J INVASIVE CARDIOL 2020;32(6):E177.
Key words: complications, device detachment, percutaneous left atrial appendage occlusion
A 76-year-old patient was scheduled for percutaneous left atrial appendage (LAA) occlusion after a hemorrhagic stroke. After transseptal puncture and LAA sizing guided by transesophageal echocardiography, we planned to implant a 25 mm Amplatzer Amulet (St. Jude Medical) through a 14 Fr delivery sheath (DS). During the device advancement maneuver, fluoroscopy demonstrated the spontaneous unscrewing of the device from the delivery cable (DC) inside the DS at the level of its first bend; meanwhile, the lobe was already partially expanded in the LAA (Figure 1A). We unsuccessfully attempted to rescrew the device to the DC in the same position. Since the DS had an optimal position within the LAA, the most appropriate option was to push the device distally to complete the deployment (Video 1). At this point, with the proximal edge of the device now at the level of the straight tract of the DS between the two 45° bends, we gained coaxiality to successfully rescrew the device to the DC (Figure 1B). After the tug test, final device deployment was completed with an optimal result (Figures 1C and 1D; Videos 2 and 3).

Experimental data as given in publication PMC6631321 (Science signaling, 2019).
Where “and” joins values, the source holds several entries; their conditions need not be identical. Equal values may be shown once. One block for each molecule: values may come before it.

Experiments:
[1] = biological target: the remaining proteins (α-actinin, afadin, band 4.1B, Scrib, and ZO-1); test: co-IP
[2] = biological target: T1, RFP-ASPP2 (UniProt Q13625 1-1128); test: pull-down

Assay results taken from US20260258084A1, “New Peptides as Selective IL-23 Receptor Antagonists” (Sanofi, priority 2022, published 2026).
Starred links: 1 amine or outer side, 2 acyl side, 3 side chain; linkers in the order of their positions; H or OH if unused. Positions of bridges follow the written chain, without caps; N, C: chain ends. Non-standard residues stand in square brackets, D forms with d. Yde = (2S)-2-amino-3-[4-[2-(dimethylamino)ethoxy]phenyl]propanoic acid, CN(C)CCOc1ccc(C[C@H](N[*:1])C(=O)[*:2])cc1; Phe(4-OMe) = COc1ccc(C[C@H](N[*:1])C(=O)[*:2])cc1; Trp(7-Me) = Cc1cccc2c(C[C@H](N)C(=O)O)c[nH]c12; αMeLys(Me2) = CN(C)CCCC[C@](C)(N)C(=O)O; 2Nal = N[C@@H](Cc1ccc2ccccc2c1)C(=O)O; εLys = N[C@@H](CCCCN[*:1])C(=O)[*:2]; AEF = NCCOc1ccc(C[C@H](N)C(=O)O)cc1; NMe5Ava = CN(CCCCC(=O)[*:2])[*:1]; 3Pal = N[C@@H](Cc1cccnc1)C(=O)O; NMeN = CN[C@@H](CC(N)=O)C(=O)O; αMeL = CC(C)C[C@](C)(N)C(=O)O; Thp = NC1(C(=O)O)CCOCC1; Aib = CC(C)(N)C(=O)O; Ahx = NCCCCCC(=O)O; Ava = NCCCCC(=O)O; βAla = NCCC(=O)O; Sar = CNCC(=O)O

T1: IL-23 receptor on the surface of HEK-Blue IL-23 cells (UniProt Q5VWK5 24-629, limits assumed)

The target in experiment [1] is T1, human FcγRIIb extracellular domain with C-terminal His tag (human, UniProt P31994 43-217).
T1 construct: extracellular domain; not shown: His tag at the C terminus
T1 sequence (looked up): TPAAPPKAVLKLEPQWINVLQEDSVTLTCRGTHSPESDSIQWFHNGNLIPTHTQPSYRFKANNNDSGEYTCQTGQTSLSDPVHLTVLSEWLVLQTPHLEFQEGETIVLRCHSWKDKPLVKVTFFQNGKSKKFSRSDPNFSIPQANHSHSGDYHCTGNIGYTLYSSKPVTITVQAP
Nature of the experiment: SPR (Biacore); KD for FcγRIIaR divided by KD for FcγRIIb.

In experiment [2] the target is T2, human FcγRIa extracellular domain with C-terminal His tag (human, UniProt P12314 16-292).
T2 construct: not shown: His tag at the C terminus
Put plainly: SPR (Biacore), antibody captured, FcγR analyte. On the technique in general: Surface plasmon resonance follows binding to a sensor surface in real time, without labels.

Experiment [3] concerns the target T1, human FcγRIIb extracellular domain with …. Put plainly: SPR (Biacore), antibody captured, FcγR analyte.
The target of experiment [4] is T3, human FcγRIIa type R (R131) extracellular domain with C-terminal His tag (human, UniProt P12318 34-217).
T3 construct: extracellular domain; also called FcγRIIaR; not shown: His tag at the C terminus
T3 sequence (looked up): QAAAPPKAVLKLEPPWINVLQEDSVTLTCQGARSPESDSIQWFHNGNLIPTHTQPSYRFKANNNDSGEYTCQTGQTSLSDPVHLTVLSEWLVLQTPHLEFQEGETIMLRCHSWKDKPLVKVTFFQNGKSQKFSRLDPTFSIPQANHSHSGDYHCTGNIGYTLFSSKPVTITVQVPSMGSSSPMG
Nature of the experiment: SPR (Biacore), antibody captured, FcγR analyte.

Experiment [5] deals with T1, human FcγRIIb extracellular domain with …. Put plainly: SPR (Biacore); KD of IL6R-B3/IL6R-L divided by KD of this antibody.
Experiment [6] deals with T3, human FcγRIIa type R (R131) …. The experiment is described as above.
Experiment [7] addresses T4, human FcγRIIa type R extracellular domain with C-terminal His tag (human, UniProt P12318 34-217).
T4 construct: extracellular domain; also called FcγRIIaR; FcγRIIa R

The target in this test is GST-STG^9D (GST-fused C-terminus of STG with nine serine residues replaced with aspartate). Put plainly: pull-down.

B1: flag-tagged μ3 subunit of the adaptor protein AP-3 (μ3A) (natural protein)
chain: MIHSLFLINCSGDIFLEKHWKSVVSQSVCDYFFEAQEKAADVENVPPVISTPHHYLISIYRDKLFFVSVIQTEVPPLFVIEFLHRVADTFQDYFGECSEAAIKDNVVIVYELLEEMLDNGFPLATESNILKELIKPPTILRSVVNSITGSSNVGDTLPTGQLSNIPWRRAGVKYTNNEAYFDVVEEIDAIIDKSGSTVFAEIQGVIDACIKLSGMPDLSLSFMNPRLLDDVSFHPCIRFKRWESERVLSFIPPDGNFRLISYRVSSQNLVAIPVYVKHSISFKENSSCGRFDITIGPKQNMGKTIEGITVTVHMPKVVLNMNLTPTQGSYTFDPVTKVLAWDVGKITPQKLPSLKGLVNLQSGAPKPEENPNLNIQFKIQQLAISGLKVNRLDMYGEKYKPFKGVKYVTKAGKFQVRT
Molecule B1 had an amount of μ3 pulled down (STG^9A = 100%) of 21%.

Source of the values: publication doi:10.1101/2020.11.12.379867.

To date, this is the first description of a spontaneous unscrewing of an Amplatzer Amulet device from its DC while its lobe was partially deployed within the LAA. In such cases, the device should be pushed forward to complete the deployment and to rescrew the device to the DC in order to prevent an unavoidable cardiac surgery.
From Clinical and Interventional Cardiology, Sassari University Hospital, Sassari, Italy.
Disclosure: The authors have completed and returned the ICMJE Form for Disclosure of Potential Conflicts of Interest. The authors report no conflicts of interest regarding the content herein.
The authors report that patient consent was provided for publication of the images used herein.
Manuscript accepted October 7, 2019.
Address for correspondence: Giuseppe Talanas, MD, Clinical and Interventional Cardiology, Sassari University Hospital, Via Enrico De Nicola 14, 07100 Sassari, Italy. Email: firstname.lastname@example.org